Impact of the Antifungal Fluconazole on Streptococcal Growth and Oral Microbial Biofilms
Objectives: Antifungals have the potential to disturb the balance of microbial communities in the gut. While this effect is mainly attributed to the direct effect on fungal populations in the gut and possible host cytotoxic effects, less is known about its potential anti-bacterial effect or the impact on the microbiota in other body sites. The objective of this study was to evaluate the effect of fluconazole on streptococcal growth and oral biofilms.
Methods: The Streptococcus strains, S. mitis MI048 and S. mutans SM120, had a Pldh-luc reporter for growth assessment in planktonic cultures. For the oral biofilms, we used an ex vivo model enabling the growth of a highly complex microbial community. Fluconazole was assessed at different concentrations: salivary (2,6 μg/mL), ½ peak plasma (2,2 μg/mL), peak plasma (4,4 μg/mL), 2x peak plasma (8,8 μg/mL), and at a mouth rinse concentration (2 mg/mL).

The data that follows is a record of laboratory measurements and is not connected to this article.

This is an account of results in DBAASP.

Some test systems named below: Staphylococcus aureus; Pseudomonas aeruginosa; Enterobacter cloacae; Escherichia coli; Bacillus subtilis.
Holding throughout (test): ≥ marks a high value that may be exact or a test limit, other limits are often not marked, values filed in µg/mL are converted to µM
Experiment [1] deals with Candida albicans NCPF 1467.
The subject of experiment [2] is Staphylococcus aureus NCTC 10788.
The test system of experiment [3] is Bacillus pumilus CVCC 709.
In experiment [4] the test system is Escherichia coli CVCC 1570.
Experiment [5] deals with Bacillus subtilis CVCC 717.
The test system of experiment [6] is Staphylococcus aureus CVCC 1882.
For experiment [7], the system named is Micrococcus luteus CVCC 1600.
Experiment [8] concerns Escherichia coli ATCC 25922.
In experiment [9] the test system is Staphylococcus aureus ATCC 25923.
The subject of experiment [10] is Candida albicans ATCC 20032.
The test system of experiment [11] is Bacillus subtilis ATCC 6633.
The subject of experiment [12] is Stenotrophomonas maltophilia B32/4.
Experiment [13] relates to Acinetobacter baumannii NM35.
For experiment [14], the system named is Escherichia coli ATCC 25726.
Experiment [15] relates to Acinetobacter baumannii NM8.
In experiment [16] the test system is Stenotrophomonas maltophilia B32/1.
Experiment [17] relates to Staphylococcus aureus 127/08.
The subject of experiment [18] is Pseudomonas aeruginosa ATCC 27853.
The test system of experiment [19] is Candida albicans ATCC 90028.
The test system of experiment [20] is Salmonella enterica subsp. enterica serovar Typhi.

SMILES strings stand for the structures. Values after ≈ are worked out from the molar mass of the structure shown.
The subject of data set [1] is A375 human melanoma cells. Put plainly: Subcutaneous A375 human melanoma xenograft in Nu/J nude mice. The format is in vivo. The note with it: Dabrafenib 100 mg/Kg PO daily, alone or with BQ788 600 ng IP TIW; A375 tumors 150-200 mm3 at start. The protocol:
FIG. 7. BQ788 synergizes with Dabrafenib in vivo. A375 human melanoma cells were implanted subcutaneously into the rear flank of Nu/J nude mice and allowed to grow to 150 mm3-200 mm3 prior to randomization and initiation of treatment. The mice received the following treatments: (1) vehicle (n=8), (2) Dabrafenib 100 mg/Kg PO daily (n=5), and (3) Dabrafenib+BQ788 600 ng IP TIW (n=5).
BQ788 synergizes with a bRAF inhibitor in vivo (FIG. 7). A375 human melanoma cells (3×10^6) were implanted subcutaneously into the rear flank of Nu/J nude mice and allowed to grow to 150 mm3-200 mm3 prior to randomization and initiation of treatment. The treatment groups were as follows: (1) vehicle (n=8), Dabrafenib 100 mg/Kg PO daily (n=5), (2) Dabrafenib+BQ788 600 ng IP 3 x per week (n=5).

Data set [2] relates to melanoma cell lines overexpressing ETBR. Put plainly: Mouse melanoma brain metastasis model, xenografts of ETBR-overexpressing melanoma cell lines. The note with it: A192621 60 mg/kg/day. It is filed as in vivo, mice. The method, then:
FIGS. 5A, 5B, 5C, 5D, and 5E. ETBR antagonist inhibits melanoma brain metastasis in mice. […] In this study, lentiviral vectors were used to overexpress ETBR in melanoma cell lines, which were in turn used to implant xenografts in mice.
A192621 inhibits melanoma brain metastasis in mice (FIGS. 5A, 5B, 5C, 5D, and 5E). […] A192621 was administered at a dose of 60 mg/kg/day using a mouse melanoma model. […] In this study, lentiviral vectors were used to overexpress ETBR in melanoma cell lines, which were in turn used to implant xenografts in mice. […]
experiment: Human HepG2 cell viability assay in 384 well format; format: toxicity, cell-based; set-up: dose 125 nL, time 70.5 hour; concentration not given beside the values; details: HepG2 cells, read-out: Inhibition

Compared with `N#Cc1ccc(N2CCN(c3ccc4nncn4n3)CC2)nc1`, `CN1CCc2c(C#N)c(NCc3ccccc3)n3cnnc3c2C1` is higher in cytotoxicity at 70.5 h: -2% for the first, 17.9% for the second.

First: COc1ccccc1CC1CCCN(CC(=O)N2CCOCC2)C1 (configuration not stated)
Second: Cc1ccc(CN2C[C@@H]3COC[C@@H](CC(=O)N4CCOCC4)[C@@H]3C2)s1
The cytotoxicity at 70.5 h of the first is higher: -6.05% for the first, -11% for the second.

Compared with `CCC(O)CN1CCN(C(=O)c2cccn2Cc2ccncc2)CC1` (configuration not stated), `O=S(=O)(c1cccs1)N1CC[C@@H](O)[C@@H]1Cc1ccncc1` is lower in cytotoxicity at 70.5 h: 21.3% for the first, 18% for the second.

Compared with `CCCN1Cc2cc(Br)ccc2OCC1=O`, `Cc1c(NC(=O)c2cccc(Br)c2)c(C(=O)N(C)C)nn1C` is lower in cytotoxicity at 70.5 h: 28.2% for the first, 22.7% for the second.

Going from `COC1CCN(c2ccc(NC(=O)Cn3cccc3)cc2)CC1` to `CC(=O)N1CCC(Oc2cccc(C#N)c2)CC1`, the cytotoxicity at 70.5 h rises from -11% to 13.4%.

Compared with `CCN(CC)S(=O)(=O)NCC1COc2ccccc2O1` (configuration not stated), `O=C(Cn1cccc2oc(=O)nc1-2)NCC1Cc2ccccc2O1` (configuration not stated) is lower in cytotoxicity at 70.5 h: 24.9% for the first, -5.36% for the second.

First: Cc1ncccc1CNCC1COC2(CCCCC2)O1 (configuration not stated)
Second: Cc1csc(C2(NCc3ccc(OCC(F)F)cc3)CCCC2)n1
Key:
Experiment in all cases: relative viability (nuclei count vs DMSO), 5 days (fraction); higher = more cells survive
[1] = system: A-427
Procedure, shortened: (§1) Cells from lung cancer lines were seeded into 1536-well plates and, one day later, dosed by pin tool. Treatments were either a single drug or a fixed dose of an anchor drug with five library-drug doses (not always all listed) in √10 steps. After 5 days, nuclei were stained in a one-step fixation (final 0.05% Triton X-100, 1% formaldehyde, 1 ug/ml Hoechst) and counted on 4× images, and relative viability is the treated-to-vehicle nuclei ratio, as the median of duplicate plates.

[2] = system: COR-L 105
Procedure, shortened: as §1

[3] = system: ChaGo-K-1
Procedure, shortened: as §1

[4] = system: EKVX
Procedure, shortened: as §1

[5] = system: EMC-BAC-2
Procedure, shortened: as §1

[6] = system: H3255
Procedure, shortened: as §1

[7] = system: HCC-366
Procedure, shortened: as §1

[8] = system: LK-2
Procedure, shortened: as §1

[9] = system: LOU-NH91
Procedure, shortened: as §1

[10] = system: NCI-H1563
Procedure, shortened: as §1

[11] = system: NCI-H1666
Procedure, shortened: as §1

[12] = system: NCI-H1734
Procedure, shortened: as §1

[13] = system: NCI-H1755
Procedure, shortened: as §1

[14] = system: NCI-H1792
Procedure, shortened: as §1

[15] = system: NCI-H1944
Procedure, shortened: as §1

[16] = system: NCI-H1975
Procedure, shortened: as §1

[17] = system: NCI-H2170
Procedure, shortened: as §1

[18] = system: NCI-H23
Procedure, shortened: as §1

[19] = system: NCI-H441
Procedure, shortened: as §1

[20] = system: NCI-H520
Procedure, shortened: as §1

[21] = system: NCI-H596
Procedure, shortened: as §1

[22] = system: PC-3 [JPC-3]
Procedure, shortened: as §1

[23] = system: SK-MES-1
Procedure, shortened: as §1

Results: The highest fluconazole concentrations resulted in increased viable counts of streptococci and total microorganisms in the oral microbiome biofilm model, despite a tendency for reduced biomass and similar pH values by the end of the experiment. In the planktonic assay, the highest fluconazole concentrations reduced and delayed the growth of S. mitis, while no significant effect was observed for S. mutans growing under similar conditions, or in S. mitis grown as biofilms.
Conclusions: Although fluconazole is used as an antifungal agent, our results suggest that it may have an antibacterial effect against oral streptococci and impact the development of oral microbial biofilms. The findings are of relevance, given the importance of microbial homeostasis for human health, together with current challenges related to the increase in antibiotic resistance and the need for new strategies to fight infections.